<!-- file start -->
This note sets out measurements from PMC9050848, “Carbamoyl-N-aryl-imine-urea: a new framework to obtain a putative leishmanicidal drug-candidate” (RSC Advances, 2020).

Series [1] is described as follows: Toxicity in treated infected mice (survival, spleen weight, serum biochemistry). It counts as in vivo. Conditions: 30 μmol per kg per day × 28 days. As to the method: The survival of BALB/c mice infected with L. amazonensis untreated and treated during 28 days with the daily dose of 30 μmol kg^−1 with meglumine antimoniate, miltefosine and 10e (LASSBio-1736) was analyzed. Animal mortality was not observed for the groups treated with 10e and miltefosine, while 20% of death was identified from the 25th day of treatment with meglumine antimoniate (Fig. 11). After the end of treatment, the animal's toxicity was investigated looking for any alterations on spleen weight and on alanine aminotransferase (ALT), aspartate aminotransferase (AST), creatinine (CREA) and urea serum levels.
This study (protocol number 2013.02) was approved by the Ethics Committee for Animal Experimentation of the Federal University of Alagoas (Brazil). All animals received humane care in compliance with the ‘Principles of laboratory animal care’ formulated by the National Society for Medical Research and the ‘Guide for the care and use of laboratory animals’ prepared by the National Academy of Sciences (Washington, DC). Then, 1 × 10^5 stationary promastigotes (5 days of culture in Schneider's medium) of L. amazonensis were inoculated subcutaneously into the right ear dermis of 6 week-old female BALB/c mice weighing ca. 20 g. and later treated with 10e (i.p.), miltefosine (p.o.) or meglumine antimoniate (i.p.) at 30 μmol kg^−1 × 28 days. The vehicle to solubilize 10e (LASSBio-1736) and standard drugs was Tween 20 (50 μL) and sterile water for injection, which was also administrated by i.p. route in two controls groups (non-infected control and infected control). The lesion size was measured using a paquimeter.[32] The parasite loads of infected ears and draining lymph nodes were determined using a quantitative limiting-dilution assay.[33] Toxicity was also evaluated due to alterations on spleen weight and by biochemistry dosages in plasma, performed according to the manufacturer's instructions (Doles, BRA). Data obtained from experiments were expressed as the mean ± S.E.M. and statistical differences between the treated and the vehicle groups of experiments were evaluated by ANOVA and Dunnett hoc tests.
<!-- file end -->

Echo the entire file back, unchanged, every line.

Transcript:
This note sets out measurements from PMC9050848, “Carbamoyl-N-aryl-imine-urea: a new framework to obtain a putative leishmanicidal drug-candidate” (RSC Advances, 2020).

Series [1] is described as follows: Toxicity in treated infected mice (survival, spleen weight, serum biochemistry). It counts as in vivo. Conditions: 30 μmol per kg per day × 28 days. As to the method: The survival of BALB/c mice infected with L. amazonensis untreated and treated during 28 days with the daily dose of 30 μmol kg^−1 with meglumine antimoniate, miltefosine and 10e (LASSBio-1736) was analyzed. Animal mortality was not observed for the groups treated with 10e and miltefosine, while 20% of death was identified from the 25th day of treatment with meglumine antimoniate (Fig. 11). After the end of treatment, the animal's toxicity was investigated looking for any alterations on spleen weight and on alanine aminotransferase (ALT), aspartate aminotransferase (AST), creatinine (CREA) and urea serum levels.
This study (protocol number 2013.02) was approved by the Ethics Committee for Animal Experimentation of the Federal University of Alagoas (Brazil). All animals received humane care in compliance with the ‘Principles of laboratory animal care’ formulated by the National Society for Medical Research and the ‘Guide for the care and use of laboratory animals’ prepared by the National Academy of Sciences (Washington, DC). Then, 1 × 10^5 stationary promastigotes (5 days of culture in Schneider's medium) of L. amazonensis were inoculated subcutaneously into the right ear dermis of 6 week-old female BALB/c mice weighing ca. 20 g. and later treated with 10e (i.p.), miltefosine (p.o.) or meglumine antimoniate (i.p.) at 30 μmol kg^−1 × 28 days. The vehicle to solubilize 10e (LASSBio-1736) and standard drugs was Tween 20 (50 μL) and sterile water for injection, which was also administrated by i.p. route in two controls groups (non-infected control and infected control). The lesion size was measured using a paquimeter.[32] The parasite loads of infected ears and draining lymph nodes were determined using a quantitative limiting-dilution assay.[33] Toxicity was also evaluated due to alterations on spleen weight and by biochemistry dosages in plasma, performed according to the manufacturer's instructions (Doles, BRA). Data obtained from experiments were expressed as the mean ± S.E.M. and statistical differences between the treated and the vehicle groups of experiments were evaluated by ANOVA and Dunnett hoc tests.